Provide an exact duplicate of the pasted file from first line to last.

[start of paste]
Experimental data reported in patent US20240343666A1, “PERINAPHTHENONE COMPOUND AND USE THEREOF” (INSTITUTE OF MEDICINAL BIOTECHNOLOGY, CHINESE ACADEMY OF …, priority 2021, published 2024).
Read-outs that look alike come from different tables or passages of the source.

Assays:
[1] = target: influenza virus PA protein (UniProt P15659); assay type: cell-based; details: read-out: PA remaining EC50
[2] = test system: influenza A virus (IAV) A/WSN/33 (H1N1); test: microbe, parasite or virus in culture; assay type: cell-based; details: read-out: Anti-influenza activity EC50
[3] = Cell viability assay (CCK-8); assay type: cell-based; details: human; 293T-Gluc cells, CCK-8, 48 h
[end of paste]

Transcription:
Experimental data reported in patent US20240343666A1, “PERINAPHTHENONE COMPOUND AND USE THEREOF” (INSTITUTE OF MEDICINAL BIOTECHNOLOGY, CHINESE ACADEMY OF …, priority 2021, published 2024).
Read-outs that look alike come from different tables or passages of the source.

Assays:
[1] = target: influenza virus PA protein (UniProt P15659); assay type: cell-based; details: read-out: PA remaining EC50
[2] = test system: influenza A virus (IAV) A/WSN/33 (H1N1); test: microbe, parasite or virus in culture; assay type: cell-based; details: read-out: Anti-influenza activity EC50
[3] = Cell viability assay (CCK-8); assay type: cell-based; details: human; 293T-Gluc cells, CCK-8, 48 h